Also from NYC, the composer-performer Geoff Gersh with a CD of sad droney music which he creates with bowed guitars, zithers, tapes and treated field recordings. The music on These Predicaments (DEEP LISTENING DL 42 2009) is specifically intended to act as an aural accompaniment to the gloomy paintings of David Stoupakis, one of which appears on the cover – depicting a very put-upon man-child Pied Piper whose flute-driven project to rid the town of rats appears to be going horribly wrong. I can see why Deep Listening might be attracted to a man who uses metal to bow an instrument (who can forget the 1989 metal cello LP by Robert Rutman on Pogus Productions?). Gersh’s music on the other hand, while accomplished and highly polished, is not as abstract or abrasive as that, and feels a bit too narrative and sentimental for this listener.

More ambient droning from Warning Light, on the American Stickfigure label. Further On (stick040cd) is made entirely with synthesisers whose tones are layered up into a deliberately gigantic cake of sound, its crumbly strata pasted together with sluggish butter-cream. Bits of this work quite well when the player emulates foghorns and Hammond organs, but generally it suffers from the same problems of open-ended formlessness we often encounter in this genre. From same label, the restless and rootless experimentation of the somewhat irritating Lid EMBA can heard on Terminal Muse: Red (stick046cd), an EP which doesn’t know where to put itself as it swaps around and changes styles in reckless fashion.

From the excellent UK Touch label, we have a very powerful minimalist droner in the shape of Eleh, whose Location Momentum (TOUCH TO:80) actually does indeed warrant all the comparisons to Terry Riley, La Monte Young, Eliane Radigue et al which are often glibly invoked by many lesser talents. This is the first I ever heard from the enigmatic Eleh project, which in fact goes back to 1999 and has been well represented with small-run vinyl editions on the American label Important Records. For those who enjoy having their carnal frame gently massaged by deep bass tones and relentless oscillations until your outline starts to turn fuzzy and indistinct, then my advice is to purchase this long-form masterwork immediately and play it at home over enormous speakers. Apparently best practice requires you to sit about seven feet away from those speakers. When you hear the record, you’ll understand why.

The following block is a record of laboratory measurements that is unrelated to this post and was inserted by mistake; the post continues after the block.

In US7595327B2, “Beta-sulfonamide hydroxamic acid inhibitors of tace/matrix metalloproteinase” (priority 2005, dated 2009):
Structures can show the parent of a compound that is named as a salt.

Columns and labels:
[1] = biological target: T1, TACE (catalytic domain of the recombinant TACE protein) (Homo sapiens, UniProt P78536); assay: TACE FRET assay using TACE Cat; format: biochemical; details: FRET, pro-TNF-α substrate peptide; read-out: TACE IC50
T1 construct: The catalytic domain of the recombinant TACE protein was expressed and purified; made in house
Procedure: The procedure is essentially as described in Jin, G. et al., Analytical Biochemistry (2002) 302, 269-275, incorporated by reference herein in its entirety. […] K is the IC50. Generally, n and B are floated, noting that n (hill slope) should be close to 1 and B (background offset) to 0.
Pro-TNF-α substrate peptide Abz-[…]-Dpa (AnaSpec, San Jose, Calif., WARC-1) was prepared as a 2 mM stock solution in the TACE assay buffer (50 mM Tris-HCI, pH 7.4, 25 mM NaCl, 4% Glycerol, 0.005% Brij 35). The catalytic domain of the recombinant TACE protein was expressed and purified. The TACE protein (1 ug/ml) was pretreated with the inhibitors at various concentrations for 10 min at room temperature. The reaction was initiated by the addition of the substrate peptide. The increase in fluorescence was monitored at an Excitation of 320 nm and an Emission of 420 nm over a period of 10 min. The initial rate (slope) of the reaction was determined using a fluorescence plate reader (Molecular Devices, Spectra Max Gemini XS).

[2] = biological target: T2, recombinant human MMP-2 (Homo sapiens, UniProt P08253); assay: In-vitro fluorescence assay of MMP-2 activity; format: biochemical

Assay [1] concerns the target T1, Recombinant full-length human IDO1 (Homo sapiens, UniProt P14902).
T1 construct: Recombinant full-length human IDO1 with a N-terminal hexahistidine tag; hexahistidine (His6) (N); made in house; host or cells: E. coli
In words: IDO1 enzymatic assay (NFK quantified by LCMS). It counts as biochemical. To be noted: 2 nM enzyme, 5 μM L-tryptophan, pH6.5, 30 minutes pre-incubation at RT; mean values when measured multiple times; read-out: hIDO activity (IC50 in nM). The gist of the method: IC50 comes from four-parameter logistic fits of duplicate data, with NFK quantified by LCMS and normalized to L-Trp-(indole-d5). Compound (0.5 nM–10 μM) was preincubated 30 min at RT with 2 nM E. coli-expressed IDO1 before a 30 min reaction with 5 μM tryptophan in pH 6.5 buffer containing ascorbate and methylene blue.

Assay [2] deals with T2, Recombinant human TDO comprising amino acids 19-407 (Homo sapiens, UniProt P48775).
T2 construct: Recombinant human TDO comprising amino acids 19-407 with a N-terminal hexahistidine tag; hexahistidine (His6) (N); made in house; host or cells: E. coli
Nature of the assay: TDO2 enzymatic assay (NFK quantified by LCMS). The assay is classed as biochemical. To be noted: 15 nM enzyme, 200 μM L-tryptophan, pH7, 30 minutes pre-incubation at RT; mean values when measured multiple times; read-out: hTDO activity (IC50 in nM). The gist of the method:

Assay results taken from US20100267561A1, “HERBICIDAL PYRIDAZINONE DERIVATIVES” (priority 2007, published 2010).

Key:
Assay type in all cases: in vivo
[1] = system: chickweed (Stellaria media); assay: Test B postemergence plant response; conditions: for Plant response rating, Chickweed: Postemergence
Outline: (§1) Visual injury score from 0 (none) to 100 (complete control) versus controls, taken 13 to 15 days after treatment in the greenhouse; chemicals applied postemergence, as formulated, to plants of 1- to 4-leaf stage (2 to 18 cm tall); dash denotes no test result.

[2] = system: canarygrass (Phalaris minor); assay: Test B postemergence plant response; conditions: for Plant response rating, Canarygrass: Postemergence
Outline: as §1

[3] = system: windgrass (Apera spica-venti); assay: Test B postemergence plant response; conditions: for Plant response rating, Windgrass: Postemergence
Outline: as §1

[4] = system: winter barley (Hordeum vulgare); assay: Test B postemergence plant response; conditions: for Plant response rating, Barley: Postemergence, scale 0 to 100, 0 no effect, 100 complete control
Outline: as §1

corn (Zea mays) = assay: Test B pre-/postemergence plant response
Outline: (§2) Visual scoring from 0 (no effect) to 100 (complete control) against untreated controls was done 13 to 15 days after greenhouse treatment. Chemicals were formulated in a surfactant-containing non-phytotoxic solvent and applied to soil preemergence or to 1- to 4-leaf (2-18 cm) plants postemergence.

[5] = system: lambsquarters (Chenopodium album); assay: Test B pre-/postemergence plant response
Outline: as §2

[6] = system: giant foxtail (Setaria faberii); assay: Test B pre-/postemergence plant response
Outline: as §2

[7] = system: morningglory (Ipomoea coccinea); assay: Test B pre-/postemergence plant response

The Invisible City is a very suggestive title which might be regarded as one of the subtexts for the entire Touch project; I would suggest strongly that most of Jon Wozencroft’s work as AER is about attempting to capture some glimpses of an invisible city through clandestine tape recordings and judicious collaging. BJ Nilsen‘s new release of this title (TOUCH TO:77) is, perhaps surprisingly, quite spartan in its use of field recordings and has been largely realised through minimal instrumentation (including the exotic-sounding Subharchord), electronics, tapes, computer work, and non-musical activities such as door slams, chair dragging, walking through snow, and – most intriguingly – the sound of dead trees leaning against each other. The field recordings come from birds and insects, among other things, and like Chris Watson’s work for this label suggest there are entire universes of significant events taking place on various levels, which we’re missing out on because we won’t take the time to seek them out. An astonishingly mystical compilation results from Nilsen’s pan-global investigations. For all his minimal technique, it’s one of his more maximal releases, is very varied to listen to, and it poses many wonderful questions about unknowable and unseen things in the world.